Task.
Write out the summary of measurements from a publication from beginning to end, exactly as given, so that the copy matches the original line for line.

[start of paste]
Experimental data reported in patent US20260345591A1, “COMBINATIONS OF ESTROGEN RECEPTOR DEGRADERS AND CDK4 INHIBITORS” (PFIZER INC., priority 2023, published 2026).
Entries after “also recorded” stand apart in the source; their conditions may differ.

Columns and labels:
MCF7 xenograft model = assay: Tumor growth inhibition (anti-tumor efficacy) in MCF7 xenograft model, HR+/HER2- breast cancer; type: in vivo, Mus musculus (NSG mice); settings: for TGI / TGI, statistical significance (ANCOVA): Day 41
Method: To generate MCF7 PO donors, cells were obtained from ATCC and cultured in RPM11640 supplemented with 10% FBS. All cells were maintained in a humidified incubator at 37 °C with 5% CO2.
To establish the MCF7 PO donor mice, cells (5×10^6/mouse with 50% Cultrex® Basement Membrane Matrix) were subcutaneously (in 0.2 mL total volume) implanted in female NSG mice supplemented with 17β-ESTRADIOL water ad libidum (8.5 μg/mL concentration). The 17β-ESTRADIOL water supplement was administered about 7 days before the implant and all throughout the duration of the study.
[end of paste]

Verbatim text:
Experimental data reported in patent US20260345591A1, “COMBINATIONS OF ESTROGEN RECEPTOR DEGRADERS AND CDK4 INHIBITORS” (PFIZER INC., priority 2023, published 2026).
Entries after “also recorded” stand apart in the source; their conditions may differ.

Columns and labels:
MCF7 xenograft model = assay: Tumor growth inhibition (anti-tumor efficacy) in MCF7 xenograft model, HR+/HER2- breast cancer; type: in vivo, Mus musculus (NSG mice); settings: for TGI / TGI, statistical significance (ANCOVA): Day 41
Method: To generate MCF7 PO donors, cells were obtained from ATCC and cultured in RPM11640 supplemented with 10% FBS. All cells were maintained in a humidified incubator at 37 °C with 5% CO2.
To establish the MCF7 PO donor mice, cells (5×10^6/mouse with 50% Cultrex® Basement Membrane Matrix) were subcutaneously (in 0.2 mL total volume) implanted in female NSG mice supplemented with 17β-ESTRADIOL water ad libidum (8.5 μg/mL concentration). The 17β-ESTRADIOL water supplement was administered about 7 days before the implant and all throughout the duration of the study.